Frederick Forsyth ‘The Devil’s Alternative” book
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  • We see a picture in which one man’s fanaticism could smash the best laid plans of superpowers and the hopes and worries of a man who leads a nation and who needs the help of his enemies to prevent an extremist bent on conflict taking over from him

    • by Andrew HN Gray
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      The master is back! Freddie Forsyth is the author of so many exciting, well-written novels that another should be no surprise. In this case, he takes the former Soviet Union as the setting for his tale.

      A man is found floating on a skiff, far from land in the Black Sea. He has escaped the Soviet Union and, thanks to the ship that he is picked up by, he is soon safely tucked up in a hospital bed in Turkey. Word of this gets out to a young man with a burning desire to make Russia suffer for his father’s subject people. He now takes leave and flies


      to meet the man at his hospital bed. Now, he begins to plot his revenge on Russia.

      As ever, Forsyth is impeccable in his description of places and events. He can tell you how many paces it takes to cross a bridge in Moscow, or the décor inside the Kremlin. However, it is his attention to detail when talking of events at the level of international power politics, or the thoughts and feelings of a peasant tilling his fields which is so impressive. We need to bear in mind that he is a trained journalist who has been in hotspots in his time. He isn’t just an armchair ...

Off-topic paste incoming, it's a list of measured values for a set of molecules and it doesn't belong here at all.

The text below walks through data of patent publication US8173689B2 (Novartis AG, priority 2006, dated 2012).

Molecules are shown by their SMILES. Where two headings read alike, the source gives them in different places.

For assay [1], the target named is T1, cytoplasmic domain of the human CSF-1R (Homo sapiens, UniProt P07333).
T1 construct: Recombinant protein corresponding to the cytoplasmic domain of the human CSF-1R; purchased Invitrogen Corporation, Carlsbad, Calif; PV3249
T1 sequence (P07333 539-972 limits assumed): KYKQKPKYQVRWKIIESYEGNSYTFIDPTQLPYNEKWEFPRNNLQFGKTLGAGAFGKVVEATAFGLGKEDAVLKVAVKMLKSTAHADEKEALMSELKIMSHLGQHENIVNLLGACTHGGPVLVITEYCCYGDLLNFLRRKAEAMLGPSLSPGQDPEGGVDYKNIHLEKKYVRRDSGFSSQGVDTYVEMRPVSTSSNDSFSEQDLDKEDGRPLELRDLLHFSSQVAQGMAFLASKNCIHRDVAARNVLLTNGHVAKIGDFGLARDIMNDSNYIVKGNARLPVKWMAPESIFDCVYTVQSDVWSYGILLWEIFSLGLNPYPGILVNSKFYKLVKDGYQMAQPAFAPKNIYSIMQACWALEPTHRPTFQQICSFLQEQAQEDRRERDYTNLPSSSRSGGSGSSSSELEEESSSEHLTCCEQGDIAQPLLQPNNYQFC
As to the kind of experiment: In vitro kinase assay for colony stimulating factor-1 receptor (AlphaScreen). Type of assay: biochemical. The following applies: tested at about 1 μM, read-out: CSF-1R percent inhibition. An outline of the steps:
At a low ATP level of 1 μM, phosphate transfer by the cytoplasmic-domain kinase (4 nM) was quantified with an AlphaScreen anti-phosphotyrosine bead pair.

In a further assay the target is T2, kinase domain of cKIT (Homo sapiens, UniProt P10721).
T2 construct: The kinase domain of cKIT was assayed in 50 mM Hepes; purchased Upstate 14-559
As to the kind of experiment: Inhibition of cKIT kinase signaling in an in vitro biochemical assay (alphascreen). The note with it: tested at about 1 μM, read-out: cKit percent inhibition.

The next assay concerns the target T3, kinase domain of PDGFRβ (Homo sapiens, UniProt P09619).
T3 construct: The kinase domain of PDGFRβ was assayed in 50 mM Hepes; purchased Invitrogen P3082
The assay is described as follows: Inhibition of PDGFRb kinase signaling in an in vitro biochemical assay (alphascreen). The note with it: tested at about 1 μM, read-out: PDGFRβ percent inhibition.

• thriller writer. That is why, perhaps, his novels have the power to enthral. He leads us through seemingly unconnected avenues which gradually, ever so gradually, start to merge. We see a picture in which one man’s fanaticism could smash the best laid plans of superpowers and the hopes and worries of a man who leads a nation and who needs the help of his enemies to prevent an extremist bent on conflict taking over from him. In all this is a British agent and his love of old. We see how old fires can be relit and burn again with an intensity all of their own. Forsyth
        stokes those fires.

        Forsyth keeps us wondering until the very last page. He is a genius and his tales wring every emotion from us and we move from laughter to tears. Overall, however, it is the pace of his tale that wraps us up and gathers us into its arms for the journey. He never lets the pace slacken, unless it is to crank up the pressure again, so that putting the book down before bed is an agony and taking it up again in the morning is the relief of the smoker lighting his first of the day. Did I enjoy it? Do you need to ask?




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